Increased potential loss
Just like the way using Margin magnifies your returns, it can also put you under the risk of increased loss. Let’s take a look at an example:
Example: You have $20,000 worth of securities bought using $10,000 borrowed and $10,000 in cash. When the value of the securities drops by 25% to $15,000, since the amount you borrowed from your broker stays at $10,000, your equity becomes $5,000. That means your equity drops from $10,000 to $5,000, which is a 50% loss.
Potential maintenance call or liquidation of securities
When you use margin buying and fail to maintain your equity above the minimum margin requirement, you will receive a margin call which will require you to either liquidate part of the securities or deposit more assets to meet the requirement. Your broker will generally liquidate your securities when you fail to cover the margin call in 3 trading days.
You can lose more funds than you deposit in the margin account.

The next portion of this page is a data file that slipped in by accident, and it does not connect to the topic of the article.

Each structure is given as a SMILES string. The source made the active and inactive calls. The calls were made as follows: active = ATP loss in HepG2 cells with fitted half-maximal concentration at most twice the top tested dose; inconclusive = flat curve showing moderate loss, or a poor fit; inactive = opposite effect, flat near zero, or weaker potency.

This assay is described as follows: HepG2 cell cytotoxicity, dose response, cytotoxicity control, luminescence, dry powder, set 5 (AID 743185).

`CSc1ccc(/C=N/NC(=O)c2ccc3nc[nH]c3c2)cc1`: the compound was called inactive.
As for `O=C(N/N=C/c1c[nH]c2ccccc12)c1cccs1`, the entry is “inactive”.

A decline in the value of securities that are purchased on margin may require you to deposit additional funds to avoid the forced sale of those securities or other securities or assets in your account(s).
The firm can force the sale of securities or other assets in your account(s)
If the equity in your account falls below the maintenance margin requirements, the firm can sell the securities or other assets in any of your accounts held at the firm to cover the margin deficiency. You also will be responsible for any short fall in the account after such a sale.
The firm can sell your securities or other assets without contacting you.
Some investors mistakenly believe that a firm must contact them for a margin call to be valid, and that the firm cannot liquidate securities or other assets in their accounts to meet the call unless the firm has contacted them first. This is not the case. The firm can take necessary steps to protect its financial interests, including immediately selling the securities without notice to the customer.
You are not entitled to choose which securities or other assets in your account(s) are liquidated or sold to meet a margin call.
Because the securities are collateral for the margin loan, the firm has the right to decide which security to sell in order to protect its interests.
For complete disclosure on margin risks, please see the Margin Disclosure Statement.
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